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Re: The Invisible Motorcycle

Post by FM-USA » Wed Sep 06, 2017 1:57 pm

pixel288 wrote:
Wed Sep 06, 2017 10:19 am
Thanks loads! That gives me some food for thought.
Phil
OOOOH, you're Canyahdian.
I understand that's a problem with your vehicle inspectors and LED lights.
Check with Dusty Boots, I think he's UP on circumventing your (SQUEAKY) rules. :twisted:
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Re: The Invisible Motorcycle

Post by Dark Angel » Thu Sep 07, 2017 3:17 pm

Run your brights during the day, recommended here by secretary of state in Illinois. Then aim them high. Everyone will see you, it is more blinding than the sun. My wife says she can see me over a mile away. I was skeptical until one morning going to work and trying to figure out what was on fire, or was there a meteor heading my way. It was another 2nd gen 1800 with brights on. I get flashed a lot during the day and always think, yep they see me.
The world is full of kings and queens who blind your eyes and steal your dreams it's heaven and hell. RJD

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Re: The Invisible Motorcycle

Post by Corkster52 » Thu Sep 07, 2017 4:37 pm

Dark Angel wrote:
Thu Sep 07, 2017 3:17 pm
Run your brights during the day, recommended here by secretary of state in Illinois. Then aim them high. Everyone will see you, it is more blinding than the sun.
Very interesting work around ;)

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Re: The Invisible Motorcycle

Post by FM-USA » Thu Sep 07, 2017 5:16 pm

Corkster52 wrote:
Thu Sep 07, 2017 4:37 pm
Dark Angel wrote:
Thu Sep 07, 2017 3:17 pm
Run your brights during the day, recommended here by secretary of state in Illinois. Then aim them high. Everyone will see you, it is more blinding than the sun.
Very interesting work around ;)
Only problem is if you might get a Barney Fife.
"Failure to dim lights to approaching vehicles" is a moving violation.
Sing it Johnny... "Chances are you'll wear a silly grin, when you walk into the courtroom".
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Re: The Invisible Motorcycle

Post by Corkster52 » Thu Sep 07, 2017 5:50 pm

FM-USA wrote:
Thu Sep 07, 2017 5:16 pm
.
Sing it Johnny... "Chances are you'll wear a silly grin, when you walk into the courtroom".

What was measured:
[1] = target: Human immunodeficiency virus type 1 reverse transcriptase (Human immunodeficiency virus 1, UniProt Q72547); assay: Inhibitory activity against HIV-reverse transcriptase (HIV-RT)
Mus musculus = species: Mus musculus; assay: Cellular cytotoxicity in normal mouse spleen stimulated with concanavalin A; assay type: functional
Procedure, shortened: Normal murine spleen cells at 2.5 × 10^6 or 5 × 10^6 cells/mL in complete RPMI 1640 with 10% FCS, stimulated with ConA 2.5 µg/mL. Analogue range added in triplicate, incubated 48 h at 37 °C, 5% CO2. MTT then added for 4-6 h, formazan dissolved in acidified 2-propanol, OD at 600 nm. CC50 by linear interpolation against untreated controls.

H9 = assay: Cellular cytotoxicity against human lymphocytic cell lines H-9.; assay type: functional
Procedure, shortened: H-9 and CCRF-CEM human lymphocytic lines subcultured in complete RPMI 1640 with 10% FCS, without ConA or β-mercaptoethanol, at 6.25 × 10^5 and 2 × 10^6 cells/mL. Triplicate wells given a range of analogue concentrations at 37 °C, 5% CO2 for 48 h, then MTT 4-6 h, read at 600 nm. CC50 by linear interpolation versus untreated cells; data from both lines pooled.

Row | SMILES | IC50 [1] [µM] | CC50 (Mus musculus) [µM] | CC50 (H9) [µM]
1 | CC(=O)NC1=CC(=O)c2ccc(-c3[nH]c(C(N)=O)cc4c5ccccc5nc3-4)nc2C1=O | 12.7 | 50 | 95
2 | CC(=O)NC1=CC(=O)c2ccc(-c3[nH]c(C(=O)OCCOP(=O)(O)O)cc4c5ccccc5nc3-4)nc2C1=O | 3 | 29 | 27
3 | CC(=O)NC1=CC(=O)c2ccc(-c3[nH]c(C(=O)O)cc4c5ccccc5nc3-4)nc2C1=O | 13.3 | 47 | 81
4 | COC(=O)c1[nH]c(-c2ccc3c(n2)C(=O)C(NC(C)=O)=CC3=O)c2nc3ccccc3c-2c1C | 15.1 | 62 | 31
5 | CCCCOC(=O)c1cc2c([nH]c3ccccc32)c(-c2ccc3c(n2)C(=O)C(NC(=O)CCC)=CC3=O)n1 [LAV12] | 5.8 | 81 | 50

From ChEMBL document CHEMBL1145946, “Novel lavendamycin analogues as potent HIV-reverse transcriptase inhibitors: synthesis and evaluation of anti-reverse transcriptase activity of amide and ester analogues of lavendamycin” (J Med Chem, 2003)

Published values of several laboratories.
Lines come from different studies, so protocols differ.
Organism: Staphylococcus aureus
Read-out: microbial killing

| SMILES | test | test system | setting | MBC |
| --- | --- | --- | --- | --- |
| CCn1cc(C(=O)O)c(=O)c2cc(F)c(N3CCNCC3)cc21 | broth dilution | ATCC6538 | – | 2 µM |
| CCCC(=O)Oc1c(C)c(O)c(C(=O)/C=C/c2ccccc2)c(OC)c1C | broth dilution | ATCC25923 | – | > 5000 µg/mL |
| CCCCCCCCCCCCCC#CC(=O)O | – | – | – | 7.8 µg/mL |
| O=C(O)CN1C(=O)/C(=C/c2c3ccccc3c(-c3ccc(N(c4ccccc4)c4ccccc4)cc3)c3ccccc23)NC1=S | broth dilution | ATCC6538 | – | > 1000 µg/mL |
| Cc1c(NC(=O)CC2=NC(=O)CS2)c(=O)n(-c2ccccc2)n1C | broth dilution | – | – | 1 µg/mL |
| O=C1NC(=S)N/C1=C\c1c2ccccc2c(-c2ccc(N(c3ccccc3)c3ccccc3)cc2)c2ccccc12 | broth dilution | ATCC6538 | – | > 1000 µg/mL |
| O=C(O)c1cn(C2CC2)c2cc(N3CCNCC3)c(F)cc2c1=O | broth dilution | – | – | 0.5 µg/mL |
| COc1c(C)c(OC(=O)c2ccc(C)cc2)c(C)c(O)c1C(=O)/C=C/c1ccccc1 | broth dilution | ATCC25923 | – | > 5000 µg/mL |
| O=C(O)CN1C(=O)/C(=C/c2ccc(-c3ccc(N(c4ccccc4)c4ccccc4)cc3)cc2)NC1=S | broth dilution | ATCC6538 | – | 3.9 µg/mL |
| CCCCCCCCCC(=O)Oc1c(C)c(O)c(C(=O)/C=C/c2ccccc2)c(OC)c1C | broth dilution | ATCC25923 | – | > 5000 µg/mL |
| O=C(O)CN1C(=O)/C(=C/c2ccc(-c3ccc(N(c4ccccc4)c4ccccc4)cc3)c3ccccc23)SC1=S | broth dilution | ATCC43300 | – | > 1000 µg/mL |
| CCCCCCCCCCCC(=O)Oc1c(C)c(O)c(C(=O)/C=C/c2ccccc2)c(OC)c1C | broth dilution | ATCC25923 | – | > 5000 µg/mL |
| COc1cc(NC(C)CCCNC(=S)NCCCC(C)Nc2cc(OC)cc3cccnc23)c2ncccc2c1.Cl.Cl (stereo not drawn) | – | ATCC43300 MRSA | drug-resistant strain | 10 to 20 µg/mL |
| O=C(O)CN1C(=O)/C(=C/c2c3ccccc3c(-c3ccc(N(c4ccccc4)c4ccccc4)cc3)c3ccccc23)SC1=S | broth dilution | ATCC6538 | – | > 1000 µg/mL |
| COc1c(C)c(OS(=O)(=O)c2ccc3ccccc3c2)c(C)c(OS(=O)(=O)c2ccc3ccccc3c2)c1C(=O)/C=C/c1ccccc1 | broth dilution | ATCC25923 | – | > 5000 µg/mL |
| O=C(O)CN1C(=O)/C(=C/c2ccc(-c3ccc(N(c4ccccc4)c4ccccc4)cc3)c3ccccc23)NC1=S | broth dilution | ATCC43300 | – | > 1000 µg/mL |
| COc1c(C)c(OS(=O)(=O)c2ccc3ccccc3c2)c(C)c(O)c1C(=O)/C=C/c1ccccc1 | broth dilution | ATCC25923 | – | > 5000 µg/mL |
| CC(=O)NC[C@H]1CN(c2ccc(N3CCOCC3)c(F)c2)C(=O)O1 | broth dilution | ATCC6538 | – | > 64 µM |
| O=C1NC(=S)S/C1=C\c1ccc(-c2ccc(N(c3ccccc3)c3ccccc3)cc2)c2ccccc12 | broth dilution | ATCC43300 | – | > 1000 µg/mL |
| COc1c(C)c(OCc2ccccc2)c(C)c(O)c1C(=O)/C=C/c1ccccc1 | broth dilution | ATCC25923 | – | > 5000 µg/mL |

Too friggin funny! :lol:

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Re: The Invisible Motorcycle

Post by Kevin Ball » Thu Apr 12, 2018 9:07 am

WingAdmin wrote:
Thu Sep 10, 2009 9:10 pm
I honestly think the singular most valuable thing you can do is put a headlight modulator on your bike. I haven't put one on mine...yet. But every time I see a bike with one, it GRABS my attention.
Sadly here in the UK headlight modulators are illegal, reserved for the emergency services only

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Re: The Invisible Motorcycle

Post by AZgl1800 » Thu Apr 12, 2018 12:25 pm

Kevin Ball wrote:
Thu Apr 12, 2018 9:07 am
WingAdmin wrote:
Thu Sep 10, 2009 9:10 pm
I honestly think the singular most valuable thing you can do is put a headlight modulator on your bike. I haven't put one on mine...yet. But every time I see a bike with one, it GRABS my attention.
Sadly here in the UK headlight modulators are illegal, reserved for the emergency services only
I rode yesterday with Redbud, "Jim" for about 300 miles.
He has a headlight modulator on his bike, and I can tell you that when he was at an intersection waiting for traffic to stop, his headlight got the attention of oncoming drivers. they would move over to the left a bit to give him room.
~John

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Sadanorakman
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Re: The Invisible Motorcycle

Post by Sadanorakman » Fri Jul 13, 2018 4:59 am

redial wrote:
What I would like to see is a proper graduated system like is seen in England and other countries, that limits the size and capability of the bike you can ride as you gain experience. You could be limited to say a 250cc bike until you have a year of riding experience. I think we'd see a lot less accidents and fatalities as a result.


I can only partially agree... Our system still has issues that need addressing. It does go some way to stopping stupid 16yr olds killing themselves on inappropriate bikes, but can also make it much more dangerous for mature adult 'learner' riders.

I'm 46yrs old, English; born here, lived here all my life. We firstly have to pass compulsory basic training (CBT) before being let out on the road without supervision, and are then heavily restricted on horsepower (max 125cc, 11kw, 15hp) whilst riding on a provisional bike license and displaying mandatory 'L' (learner) plates.

The full bike test was one of the more challenging things I have completed in my adult life; it was really no cake-walk.

The examiner follows on a bike giving instructions via a radio link, there is a substantial ride, slow manoeuvring, emergency stops, and both a seperate computer-based theory test, and computer-based hazard-perception test using video footage which tests your reaction to situations.

There are technical riding elements tested such as turning the bike around in the road-width, which sounds really easy, but it's actually not because you are carefully judged on every step of the manoeuvre: